Since HIV first appeared in Asia more than 20 years ago, HIV has become the single largest disease-related cause of death among 15- to 44-year-olds in the region. While HIV programs in Asia have had some moderate success in limiting the number of new infections, most programs have failed to address the needs of those most-at-risk populations that drive the epidemic in Asia.
Men who have sex with men, injecting drug users, and sex workers and their clients are the three populations in Asia most at risk for HIV infection. According to a 2008 report by the Commission on AIDS in Asia, if 80% of individuals in these groups were reached with prevention and treatment services, many countries in the region could stop their epidemics.
People who engage in high-risk behaviors (having unprotected sex and sharing contaminated injection equipment) not only are more at risk of infection themselves, but also without appropriate support they are more likely to transmit HIV to others if they have contracted it. This puts their partners who might not otherwise be at risk in danger of becoming infected. Women who do not inject drugs and who have only one partner are one group affected.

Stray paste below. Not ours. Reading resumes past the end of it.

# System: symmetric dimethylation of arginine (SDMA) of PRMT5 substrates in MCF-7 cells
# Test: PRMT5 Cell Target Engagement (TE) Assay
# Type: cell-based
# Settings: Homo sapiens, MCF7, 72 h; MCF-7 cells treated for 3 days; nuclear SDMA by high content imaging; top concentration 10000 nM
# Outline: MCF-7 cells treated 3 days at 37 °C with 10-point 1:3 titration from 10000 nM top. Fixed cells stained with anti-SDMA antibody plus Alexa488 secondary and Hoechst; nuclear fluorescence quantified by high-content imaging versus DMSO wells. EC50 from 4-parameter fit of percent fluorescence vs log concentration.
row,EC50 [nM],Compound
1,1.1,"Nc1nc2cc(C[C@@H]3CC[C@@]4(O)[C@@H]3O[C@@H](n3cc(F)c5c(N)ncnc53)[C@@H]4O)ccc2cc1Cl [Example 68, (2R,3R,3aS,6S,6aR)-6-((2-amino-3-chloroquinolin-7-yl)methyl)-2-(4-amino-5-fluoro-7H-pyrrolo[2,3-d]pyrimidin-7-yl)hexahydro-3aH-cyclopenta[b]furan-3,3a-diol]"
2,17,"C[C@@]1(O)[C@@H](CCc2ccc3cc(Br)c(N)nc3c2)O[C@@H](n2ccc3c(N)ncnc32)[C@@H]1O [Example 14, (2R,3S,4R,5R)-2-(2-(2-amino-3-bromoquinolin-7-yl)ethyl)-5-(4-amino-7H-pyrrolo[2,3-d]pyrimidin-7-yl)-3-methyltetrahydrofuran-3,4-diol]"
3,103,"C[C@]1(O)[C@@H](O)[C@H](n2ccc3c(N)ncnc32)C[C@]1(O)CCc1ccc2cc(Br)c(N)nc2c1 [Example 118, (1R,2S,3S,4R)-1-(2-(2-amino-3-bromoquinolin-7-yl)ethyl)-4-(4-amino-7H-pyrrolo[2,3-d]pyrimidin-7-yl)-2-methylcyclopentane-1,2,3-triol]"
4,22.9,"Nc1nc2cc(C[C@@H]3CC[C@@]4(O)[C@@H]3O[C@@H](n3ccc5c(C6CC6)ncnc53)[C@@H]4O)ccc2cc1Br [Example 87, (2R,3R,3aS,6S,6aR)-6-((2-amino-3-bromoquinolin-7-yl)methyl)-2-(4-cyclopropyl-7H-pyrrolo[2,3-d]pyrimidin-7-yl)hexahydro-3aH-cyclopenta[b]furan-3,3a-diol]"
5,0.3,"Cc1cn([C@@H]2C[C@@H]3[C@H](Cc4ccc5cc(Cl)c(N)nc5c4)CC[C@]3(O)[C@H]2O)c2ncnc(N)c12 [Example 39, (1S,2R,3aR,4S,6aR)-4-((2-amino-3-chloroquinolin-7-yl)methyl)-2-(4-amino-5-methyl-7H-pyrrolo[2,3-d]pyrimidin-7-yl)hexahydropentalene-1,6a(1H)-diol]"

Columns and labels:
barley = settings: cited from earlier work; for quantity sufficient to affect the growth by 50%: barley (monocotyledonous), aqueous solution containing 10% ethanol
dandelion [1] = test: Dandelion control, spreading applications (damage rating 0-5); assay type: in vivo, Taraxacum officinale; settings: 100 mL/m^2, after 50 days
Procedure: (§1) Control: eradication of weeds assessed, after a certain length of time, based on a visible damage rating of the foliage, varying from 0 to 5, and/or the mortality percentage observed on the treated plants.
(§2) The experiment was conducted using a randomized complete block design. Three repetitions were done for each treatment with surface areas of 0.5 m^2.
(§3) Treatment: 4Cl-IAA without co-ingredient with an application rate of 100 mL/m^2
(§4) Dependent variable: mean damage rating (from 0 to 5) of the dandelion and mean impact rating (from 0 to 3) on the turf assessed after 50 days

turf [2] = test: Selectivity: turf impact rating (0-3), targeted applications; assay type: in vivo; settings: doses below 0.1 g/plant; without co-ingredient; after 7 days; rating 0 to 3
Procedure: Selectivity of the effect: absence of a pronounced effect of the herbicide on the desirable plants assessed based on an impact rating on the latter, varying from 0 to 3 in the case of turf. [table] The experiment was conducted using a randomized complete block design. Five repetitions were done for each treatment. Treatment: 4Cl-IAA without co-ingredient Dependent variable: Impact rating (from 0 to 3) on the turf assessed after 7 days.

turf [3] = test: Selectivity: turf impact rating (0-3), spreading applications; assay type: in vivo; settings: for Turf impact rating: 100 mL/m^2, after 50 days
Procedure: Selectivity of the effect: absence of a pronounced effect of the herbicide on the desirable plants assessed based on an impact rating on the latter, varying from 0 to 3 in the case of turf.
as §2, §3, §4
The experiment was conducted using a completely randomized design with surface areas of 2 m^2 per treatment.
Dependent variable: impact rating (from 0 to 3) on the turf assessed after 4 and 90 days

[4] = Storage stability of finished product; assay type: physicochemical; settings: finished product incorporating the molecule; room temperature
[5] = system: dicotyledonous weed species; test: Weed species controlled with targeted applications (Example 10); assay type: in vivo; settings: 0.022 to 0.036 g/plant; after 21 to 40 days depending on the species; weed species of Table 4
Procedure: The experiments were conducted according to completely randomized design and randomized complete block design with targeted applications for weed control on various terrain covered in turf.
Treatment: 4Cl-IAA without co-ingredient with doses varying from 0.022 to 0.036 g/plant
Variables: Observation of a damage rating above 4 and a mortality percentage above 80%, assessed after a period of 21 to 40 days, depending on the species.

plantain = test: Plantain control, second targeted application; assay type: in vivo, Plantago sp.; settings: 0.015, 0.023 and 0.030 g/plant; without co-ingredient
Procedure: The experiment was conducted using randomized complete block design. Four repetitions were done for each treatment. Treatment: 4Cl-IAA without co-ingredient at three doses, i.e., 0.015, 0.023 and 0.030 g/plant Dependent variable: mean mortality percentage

In Asia, most men who buy sex are married or will get married, and as many as half of men who have sex with men also have sex with women. Wives and girlfriends of men who became infected through exchanged paid sex, injecting drugs, or having sex with other men account for up to 40% of new HIV infections in Asia.
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